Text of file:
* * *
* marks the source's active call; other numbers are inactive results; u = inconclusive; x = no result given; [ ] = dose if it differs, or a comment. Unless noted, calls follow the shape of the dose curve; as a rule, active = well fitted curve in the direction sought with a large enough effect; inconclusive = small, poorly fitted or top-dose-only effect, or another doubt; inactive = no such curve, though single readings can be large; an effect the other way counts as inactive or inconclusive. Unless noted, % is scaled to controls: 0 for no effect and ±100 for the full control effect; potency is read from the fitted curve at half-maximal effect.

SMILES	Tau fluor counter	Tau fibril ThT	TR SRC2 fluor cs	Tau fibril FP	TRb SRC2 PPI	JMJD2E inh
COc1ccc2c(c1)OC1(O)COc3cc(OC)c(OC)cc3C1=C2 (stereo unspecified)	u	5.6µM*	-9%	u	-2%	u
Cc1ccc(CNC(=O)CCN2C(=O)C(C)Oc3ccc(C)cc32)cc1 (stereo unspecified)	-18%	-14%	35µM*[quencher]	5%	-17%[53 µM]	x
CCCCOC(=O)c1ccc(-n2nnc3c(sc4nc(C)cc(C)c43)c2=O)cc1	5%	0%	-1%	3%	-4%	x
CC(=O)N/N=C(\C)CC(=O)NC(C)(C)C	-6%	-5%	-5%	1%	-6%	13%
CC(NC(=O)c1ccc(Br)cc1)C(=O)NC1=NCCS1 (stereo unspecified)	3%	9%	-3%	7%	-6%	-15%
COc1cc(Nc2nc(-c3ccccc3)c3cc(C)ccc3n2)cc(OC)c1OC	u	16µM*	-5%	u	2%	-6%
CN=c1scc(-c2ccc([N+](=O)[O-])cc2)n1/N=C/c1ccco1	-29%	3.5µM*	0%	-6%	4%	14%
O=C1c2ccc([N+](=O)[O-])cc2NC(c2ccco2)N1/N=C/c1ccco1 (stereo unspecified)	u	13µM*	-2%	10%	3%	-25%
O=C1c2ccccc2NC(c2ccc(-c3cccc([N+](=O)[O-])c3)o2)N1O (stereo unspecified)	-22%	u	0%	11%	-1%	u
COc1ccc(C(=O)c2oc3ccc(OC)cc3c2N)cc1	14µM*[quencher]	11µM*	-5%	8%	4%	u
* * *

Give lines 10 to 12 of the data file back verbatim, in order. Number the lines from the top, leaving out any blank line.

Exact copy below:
O=C1c2ccc([N+](=O)[O-])cc2NC(c2ccco2)N1/N=C/c1ccco1 (stereo unspecified)	u	13µM*	-2%	10%	3%	-25%
O=C1c2ccccc2NC(c2ccc(-c3cccc([N+](=O)[O-])c3)o2)N1O (stereo unspecified)	-22%	u	0%	11%	-1%	u
COc1ccc(C(=O)c2oc3ccc(OC)cc3c2N)cc1	14µM*[quencher]	11µM*	-5%	8%	4%	u